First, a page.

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University of Washington School of Drama Presents RUTHERFORD AND SON

University of Washington School of Drama Presents RUTHERFORD AND SON

The University of Washington School of Drama will present Githa Sowerby's 1912 drama, Rutherford and Son, January 23 - February 3, 2019. Despite being a smash hit when it premiered in London in 1912, Sowerby's tale of a tyrannical patriarch who loses his grip on his children has rarely been produced in the U.S.

Set in Northern England at the end of the 19th century, Rutherford and Son tells the story of John Rutherford (played by guest artist Brace Evans) who has built a glassmaking business with the intent of passing it on to his son, John. But the younger John-and, indeed, all of Rutherford's children, who have been raised in a house "without a scrap of love in it,"-have their own plans. As each child pursues their own path to freedom, either via clandestine romance or back channel business deals, Rutherford is gradually dismantled by his own self-righteous arrogance. His daughter-in-law, Mary, a working-class girl whom Rutherford has treated with disdain, finally emerges as the only figure capable of bargaining the patriarch into submission.

UW Drama's production is the master's thesis for third-year MFA directing student Cody Holliday Haefner. The show is designed by students in UW Drama's MFA design program, and performed by a cast comprised of members of the PATP (Professional Actor and Training Program-MFA, Acting) and two guest artists.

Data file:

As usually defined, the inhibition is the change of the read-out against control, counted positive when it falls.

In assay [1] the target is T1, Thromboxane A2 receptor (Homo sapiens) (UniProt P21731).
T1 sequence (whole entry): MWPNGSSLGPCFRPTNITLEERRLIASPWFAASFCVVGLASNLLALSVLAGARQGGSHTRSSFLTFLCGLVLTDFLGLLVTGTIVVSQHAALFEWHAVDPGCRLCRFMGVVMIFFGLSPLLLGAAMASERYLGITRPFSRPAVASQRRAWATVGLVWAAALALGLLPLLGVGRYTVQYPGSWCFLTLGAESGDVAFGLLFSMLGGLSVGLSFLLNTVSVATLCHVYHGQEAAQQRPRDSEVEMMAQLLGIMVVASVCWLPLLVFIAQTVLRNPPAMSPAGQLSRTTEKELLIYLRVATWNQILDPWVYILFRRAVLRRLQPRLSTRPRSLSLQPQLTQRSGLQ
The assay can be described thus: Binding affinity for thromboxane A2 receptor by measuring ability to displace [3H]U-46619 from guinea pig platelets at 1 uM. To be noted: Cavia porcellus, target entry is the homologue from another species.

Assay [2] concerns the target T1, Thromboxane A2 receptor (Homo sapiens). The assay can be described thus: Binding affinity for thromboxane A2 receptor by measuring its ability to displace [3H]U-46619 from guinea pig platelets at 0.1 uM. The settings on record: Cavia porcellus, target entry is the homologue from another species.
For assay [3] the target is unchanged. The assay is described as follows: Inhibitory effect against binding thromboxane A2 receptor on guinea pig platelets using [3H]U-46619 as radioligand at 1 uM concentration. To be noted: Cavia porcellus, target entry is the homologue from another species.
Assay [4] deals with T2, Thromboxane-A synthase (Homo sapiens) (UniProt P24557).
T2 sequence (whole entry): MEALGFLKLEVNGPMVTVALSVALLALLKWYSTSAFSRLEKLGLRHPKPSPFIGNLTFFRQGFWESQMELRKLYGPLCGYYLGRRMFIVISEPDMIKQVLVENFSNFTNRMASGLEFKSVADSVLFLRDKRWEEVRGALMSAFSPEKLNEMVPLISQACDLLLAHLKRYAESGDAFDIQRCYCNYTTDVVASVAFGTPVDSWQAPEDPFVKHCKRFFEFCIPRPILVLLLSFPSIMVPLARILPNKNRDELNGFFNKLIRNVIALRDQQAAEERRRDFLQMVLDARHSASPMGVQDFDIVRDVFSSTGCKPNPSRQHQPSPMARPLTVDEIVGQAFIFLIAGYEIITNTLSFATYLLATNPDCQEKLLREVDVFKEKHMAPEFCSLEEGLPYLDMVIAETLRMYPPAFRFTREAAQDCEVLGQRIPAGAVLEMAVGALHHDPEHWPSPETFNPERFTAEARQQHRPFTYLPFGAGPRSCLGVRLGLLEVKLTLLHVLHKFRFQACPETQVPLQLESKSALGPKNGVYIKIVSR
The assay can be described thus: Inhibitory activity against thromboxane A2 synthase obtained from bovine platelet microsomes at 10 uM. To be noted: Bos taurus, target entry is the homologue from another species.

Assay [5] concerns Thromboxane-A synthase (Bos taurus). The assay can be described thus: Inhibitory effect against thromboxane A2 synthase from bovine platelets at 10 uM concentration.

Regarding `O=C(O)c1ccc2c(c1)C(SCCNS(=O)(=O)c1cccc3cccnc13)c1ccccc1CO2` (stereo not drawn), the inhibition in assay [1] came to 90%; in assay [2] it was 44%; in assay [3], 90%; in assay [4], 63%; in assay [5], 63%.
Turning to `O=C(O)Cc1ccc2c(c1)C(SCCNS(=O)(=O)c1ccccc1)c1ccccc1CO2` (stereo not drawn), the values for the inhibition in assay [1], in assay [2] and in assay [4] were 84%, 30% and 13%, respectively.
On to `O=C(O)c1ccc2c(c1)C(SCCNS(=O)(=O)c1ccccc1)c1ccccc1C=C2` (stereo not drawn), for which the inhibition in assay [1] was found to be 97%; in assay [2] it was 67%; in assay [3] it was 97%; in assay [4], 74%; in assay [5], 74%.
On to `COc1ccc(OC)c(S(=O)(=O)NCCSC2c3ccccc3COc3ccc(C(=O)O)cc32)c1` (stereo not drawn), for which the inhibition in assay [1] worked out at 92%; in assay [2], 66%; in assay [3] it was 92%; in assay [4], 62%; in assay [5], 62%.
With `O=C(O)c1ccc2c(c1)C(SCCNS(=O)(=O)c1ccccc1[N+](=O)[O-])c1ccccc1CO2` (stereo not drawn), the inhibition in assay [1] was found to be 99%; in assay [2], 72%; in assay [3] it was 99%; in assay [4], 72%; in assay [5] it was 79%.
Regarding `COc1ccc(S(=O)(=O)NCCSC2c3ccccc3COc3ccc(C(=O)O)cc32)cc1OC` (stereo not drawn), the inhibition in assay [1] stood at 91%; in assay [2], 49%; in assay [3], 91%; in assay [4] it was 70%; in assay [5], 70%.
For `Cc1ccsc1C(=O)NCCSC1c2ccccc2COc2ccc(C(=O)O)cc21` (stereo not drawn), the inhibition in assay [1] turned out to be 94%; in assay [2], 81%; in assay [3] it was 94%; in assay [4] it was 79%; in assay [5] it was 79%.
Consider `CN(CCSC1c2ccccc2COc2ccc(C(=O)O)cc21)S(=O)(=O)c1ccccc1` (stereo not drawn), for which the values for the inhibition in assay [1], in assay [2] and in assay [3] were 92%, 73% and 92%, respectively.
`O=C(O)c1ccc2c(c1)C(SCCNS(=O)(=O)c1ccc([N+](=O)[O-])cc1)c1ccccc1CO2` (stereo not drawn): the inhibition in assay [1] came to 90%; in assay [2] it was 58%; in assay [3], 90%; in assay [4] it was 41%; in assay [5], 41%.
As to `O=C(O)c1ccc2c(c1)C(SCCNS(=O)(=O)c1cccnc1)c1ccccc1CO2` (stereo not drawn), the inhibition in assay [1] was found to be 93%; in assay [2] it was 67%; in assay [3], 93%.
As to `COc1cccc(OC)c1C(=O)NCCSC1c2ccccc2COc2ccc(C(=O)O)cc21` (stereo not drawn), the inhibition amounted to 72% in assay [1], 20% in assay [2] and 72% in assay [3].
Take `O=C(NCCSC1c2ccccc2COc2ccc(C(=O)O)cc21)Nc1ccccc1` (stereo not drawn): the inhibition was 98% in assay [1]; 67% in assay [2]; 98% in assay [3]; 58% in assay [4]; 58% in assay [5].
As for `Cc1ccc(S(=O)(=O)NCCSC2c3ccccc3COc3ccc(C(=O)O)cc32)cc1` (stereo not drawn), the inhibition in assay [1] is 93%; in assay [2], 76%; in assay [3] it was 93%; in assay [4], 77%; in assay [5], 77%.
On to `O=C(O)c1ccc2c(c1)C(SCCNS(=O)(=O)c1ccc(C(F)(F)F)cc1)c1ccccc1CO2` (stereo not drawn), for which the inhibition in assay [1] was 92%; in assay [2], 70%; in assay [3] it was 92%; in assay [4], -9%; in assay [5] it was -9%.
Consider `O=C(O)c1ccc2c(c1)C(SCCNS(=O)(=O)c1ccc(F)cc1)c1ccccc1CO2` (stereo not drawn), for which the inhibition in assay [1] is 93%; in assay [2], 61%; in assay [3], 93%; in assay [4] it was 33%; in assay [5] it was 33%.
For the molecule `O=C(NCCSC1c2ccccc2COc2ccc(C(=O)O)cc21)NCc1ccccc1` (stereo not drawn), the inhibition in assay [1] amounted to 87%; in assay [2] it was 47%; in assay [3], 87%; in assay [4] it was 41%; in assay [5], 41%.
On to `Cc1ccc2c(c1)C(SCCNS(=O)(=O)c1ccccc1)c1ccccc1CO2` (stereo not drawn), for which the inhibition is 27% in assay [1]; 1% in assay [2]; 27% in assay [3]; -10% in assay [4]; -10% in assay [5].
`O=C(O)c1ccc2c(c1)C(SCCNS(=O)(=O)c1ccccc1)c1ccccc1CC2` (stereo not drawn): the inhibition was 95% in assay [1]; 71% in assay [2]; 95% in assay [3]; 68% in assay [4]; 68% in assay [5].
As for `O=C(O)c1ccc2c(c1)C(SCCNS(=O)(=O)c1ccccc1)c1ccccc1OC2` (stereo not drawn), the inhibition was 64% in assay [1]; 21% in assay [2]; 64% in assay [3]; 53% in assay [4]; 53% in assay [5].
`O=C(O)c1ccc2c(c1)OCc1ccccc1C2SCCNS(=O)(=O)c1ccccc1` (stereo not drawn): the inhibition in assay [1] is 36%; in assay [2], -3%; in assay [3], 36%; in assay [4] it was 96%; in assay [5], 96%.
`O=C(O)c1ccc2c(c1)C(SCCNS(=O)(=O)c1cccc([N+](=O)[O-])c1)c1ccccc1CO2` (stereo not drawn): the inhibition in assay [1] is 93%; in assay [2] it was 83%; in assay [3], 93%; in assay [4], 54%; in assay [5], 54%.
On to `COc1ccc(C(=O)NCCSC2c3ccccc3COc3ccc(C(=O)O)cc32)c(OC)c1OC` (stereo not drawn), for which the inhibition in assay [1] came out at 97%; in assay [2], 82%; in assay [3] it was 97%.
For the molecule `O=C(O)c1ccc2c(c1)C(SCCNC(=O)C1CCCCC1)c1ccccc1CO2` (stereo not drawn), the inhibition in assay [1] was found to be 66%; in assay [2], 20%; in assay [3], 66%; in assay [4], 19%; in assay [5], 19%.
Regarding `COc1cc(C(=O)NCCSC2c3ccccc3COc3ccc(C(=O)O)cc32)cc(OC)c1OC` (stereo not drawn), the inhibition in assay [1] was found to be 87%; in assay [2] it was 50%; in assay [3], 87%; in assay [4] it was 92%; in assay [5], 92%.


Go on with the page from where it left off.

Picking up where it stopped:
In this production, the Rutherford family is played by African-American actors. Explaining this choice, Haefner says, "I didn't want to erase race in a piece about class. That's just not how the world works. In the U.K. at the time this play was written, class was very rigid, whereas, here in the U.S., class is much more fluid, but only if you have the privilege of whiteness. So, here we have a Black family that has built the business and done everything 'right,' but they are blocked by the other upper class people from accessing that status."

Haefner selected the play in part because he knew he needed to tackle realism before finishing his MFA. "I was, in large part, resisting directing realism. Valerie Curtis-Newton [Head of Directing] encouraged me to explore that feeling, and suggested that I might be operating from a place of fear. And I thought, 'Okay, Val, you're probably right.'" Haefner remembered reading a play as an undergraduate at Columbia University that had stuck with him. "I only read it," he says, "because I had a professor who was from northern England." That play was Rutherford and Son, and when Haefner re-read it, he was inspired: "I thought, this play is incredible. This play is amazing."

In London in 1912, Rutherford and Son, a new play by an unknown playwright, "K.G. Sowerby," burst onto the scene, shattering box office records and drawing lofty accolades from critics, who called it the best play to premiere on the west end in 10 years and compared the author to theatrical titans like Ibsen. When it was revealed that the play's author was a woman named Githa Sowerby, critics were baffled. Unable to retract their earlier, glowing reviews, they begin to "incredulously interview her," in the words of Sowerby biographer Patricia Riley.